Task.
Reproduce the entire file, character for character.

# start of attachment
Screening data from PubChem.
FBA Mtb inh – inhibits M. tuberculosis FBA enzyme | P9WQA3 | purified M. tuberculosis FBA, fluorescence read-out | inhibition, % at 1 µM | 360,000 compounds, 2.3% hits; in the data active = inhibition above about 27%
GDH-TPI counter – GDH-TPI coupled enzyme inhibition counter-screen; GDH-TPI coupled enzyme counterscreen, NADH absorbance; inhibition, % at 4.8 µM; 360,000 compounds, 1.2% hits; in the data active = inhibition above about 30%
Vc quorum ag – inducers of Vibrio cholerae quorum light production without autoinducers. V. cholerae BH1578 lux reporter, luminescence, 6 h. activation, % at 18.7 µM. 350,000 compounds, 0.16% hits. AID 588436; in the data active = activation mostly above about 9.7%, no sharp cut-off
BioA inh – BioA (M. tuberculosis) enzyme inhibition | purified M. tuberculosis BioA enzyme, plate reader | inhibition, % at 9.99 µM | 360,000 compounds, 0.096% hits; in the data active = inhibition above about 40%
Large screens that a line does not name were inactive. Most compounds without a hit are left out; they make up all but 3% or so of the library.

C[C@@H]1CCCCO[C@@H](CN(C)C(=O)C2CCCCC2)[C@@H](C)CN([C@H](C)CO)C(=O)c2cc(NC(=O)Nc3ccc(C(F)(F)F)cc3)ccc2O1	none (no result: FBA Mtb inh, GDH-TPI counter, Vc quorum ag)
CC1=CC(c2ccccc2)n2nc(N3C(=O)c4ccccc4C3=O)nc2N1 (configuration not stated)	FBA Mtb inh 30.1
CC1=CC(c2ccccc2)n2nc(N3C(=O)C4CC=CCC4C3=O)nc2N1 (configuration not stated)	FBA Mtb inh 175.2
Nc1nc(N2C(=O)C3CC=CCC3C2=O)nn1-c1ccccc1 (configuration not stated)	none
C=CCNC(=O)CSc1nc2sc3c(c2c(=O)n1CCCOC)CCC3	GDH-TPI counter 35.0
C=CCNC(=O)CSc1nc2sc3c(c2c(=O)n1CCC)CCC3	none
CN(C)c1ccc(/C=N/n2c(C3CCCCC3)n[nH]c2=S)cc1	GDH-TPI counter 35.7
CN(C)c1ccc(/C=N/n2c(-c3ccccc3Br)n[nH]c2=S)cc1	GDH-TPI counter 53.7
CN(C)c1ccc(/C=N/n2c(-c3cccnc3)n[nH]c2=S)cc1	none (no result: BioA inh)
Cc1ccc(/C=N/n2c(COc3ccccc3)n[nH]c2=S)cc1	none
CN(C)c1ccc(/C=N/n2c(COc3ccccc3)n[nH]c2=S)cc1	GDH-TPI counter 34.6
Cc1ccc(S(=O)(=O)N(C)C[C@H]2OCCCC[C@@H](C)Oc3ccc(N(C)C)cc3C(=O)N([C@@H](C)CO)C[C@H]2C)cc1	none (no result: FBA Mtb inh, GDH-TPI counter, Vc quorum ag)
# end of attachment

Screening data from PubChem.
FBA Mtb inh – inhibits M. tuberculosis FBA enzyme | P9WQA3 | purified M. tuberculosis FBA, fluorescence read-out | inhibition, % at 1 µM | 360,000 compounds, 2.3% hits; in the data active = inhibition above about 27%
GDH-TPI counter – GDH-TPI coupled enzyme inhibition counter-screen; GDH-TPI coupled enzyme counterscreen, NADH absorbance; inhibition, % at 4.8 µM; 360,000 compounds, 1.2% hits; in the data active = inhibition above about 30%
Vc quorum ag – inducers of Vibrio cholerae quorum light production without autoinducers. V. cholerae BH1578 lux reporter, luminescence, 6 h. activation, % at 18.7 µM. 350,000 compounds, 0.16% hits. AID 588436; in the data active = activation mostly above about 9.7%, no sharp cut-off
BioA inh – BioA (M. tuberculosis) enzyme inhibition | purified M. tuberculosis BioA enzyme, plate reader | inhibition, % at 9.99 µM | 360,000 compounds, 0.096% hits; in the data active = inhibition above about 40%
Large screens that a line does not name were inactive. Most compounds without a hit are left out; they make up all but 3% or so of the library.

C[C@@H]1CCCCO[C@@H](CN(C)C(=O)C2CCCCC2)[C@@H](C)CN([C@H](C)CO)C(=O)c2cc(NC(=O)Nc3ccc(C(F)(F)F)cc3)ccc2O1	none (no result: FBA Mtb inh, GDH-TPI counter, Vc quorum ag)
CC1=CC(c2ccccc2)n2nc(N3C(=O)c4ccccc4C3=O)nc2N1 (configuration not stated)	FBA Mtb inh 30.1
CC1=CC(c2ccccc2)n2nc(N3C(=O)C4CC=CCC4C3=O)nc2N1 (configuration not stated)	FBA Mtb inh 175.2
Nc1nc(N2C(=O)C3CC=CCC3C2=O)nn1-c1ccccc1 (configuration not stated)	none
C=CCNC(=O)CSc1nc2sc3c(c2c(=O)n1CCCOC)CCC3	GDH-TPI counter 35.0
C=CCNC(=O)CSc1nc2sc3c(c2c(=O)n1CCC)CCC3	none
CN(C)c1ccc(/C=N/n2c(C3CCCCC3)n[nH]c2=S)cc1	GDH-TPI counter 35.7
CN(C)c1ccc(/C=N/n2c(-c3ccccc3Br)n[nH]c2=S)cc1	GDH-TPI counter 53.7
CN(C)c1ccc(/C=N/n2c(-c3cccnc3)n[nH]c2=S)cc1	none (no result: BioA inh)
Cc1ccc(/C=N/n2c(COc3ccccc3)n[nH]c2=S)cc1	none
CN(C)c1ccc(/C=N/n2c(COc3ccccc3)n[nH]c2=S)cc1	GDH-TPI counter 34.6
Cc1ccc(S(=O)(=O)N(C)C[C@H]2OCCCC[C@@H](C)Oc3ccc(N(C)C)cc3C(=O)N([C@@H](C)CO)C[C@H]2C)cc1	none (no result: FBA Mtb inh, GDH-TPI counter, Vc quorum ag)